NJ: Various leadership authors talk about this personal North Star. Simon Sinek talks about “Starting with Why.” Stephen Covey talks about “Starting with the End in Mind.” What has driven you? 
SK: On Strength Finders, what drives me is Significance. I want to be part of something bigger than myself. I want to influence health care. I am driven by making things better, not for me, but for society, for patients, and for pharmacists. I think the thing that pushes me is that constant drive to have a positive impact on the world. Every day, I wake up and think, ‘what can we do to improve patient care?’ 

The legacy is what you leave behind. It’s the things your team accomplishes. My job is to create an environment where people can be their best.

NJ: As APhA–ASP President, I remember being at a dinner with the incoming APhA Board members. In the middle of the conversation, [then-APhA CEO] Tom Menighan looks at me and goes, ‘Nimit, what do you think?’ That was the first moment where I went: ‘Oh my gosh, what have I gotten myself into?’ I didn’t understand the specifics of the topic, but I knew enough to provide some kind of comment. I knew I had to learn a little more so I’d be prepared the next day.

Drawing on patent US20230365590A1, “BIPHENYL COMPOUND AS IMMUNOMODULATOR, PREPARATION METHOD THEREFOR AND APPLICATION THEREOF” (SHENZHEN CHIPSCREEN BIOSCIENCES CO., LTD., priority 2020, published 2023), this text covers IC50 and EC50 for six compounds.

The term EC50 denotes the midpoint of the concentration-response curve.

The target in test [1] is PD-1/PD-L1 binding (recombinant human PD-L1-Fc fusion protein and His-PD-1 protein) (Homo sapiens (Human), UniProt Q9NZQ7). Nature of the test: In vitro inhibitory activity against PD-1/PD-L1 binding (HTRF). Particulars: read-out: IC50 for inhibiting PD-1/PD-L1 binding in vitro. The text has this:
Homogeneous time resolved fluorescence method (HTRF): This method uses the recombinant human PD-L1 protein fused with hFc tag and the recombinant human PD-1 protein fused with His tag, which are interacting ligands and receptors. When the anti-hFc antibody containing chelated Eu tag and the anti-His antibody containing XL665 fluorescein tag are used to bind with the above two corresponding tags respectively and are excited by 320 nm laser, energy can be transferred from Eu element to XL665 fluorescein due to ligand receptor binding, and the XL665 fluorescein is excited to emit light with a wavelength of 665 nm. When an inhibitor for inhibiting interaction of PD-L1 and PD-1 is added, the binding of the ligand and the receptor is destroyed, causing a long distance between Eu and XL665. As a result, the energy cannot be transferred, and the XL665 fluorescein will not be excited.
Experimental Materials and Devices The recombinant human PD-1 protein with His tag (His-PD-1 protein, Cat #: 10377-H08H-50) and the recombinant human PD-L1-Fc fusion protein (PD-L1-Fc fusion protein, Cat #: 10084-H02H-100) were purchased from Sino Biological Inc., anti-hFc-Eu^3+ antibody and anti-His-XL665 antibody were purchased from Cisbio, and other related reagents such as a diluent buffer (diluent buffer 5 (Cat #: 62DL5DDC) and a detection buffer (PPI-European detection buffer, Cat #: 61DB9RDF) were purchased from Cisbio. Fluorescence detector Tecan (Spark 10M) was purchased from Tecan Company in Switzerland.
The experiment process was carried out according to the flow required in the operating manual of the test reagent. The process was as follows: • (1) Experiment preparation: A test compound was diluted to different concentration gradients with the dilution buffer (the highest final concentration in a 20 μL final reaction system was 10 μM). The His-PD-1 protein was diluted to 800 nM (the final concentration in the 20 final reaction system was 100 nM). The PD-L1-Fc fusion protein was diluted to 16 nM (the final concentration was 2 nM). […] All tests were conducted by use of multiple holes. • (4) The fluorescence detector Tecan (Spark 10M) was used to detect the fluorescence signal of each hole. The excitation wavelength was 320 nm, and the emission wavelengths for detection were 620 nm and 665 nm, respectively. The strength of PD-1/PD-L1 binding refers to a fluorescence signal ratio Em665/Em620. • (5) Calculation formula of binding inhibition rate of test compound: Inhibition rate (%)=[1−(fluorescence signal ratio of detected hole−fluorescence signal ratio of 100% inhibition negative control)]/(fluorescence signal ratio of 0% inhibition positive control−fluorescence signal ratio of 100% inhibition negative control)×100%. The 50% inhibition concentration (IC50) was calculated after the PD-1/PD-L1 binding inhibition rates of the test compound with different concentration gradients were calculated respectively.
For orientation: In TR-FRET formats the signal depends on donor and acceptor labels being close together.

Well that’s great, because you came into two more Scott-isms. If you have one thing you take out of this, it’s life is about relationships. You can’t do anything on your own. People have to believe you want to do the right thing. My North Star is to always do the right thing.

The other thing to remember is that for student pharmacists, new practitioners, and me, every day is a job interview. That doesn’t mean you can’t have fun, but you are being watched. You are on rotation, you are going to need letters of recommendation. So do a good job, volunteer, come in early. You gotta work harder than other people. In order to be successful, you have to put more energy into it than other people. Approach life as you could be talking to someone who could be interviewing you in a year, or five years.

NJ: What advice do you have for graduating student pharmacists as they begin their careers as pharmacy practitioners? 
 I have another Scott-ism for you. There is not a right answer, but I will say it’s a universal truth: The more you limit yourself, the more you limit yourself. I went from Council Bluffs, Iowa, across the river to Omaha, Nebraska, for undergrad, got a psych degree, went to Germany for three years, I went back to Nebraska for pharmacy school, and went to University of Texas Medical Branch because it was a great opportunity as operations manager. Then I went to Minnesota. I went from Texas to Minnesota. I went from heat and humidity to bitter cold. Then the Cleveland Clinic called. I had never been that far east. Nine years later, APhA called. So, my path is not for everybody, but if I had not been able to go where the opportunity was, I would not be sitting here today. 

Tom English is the Editor of Student Pharmacist in Washington, DC.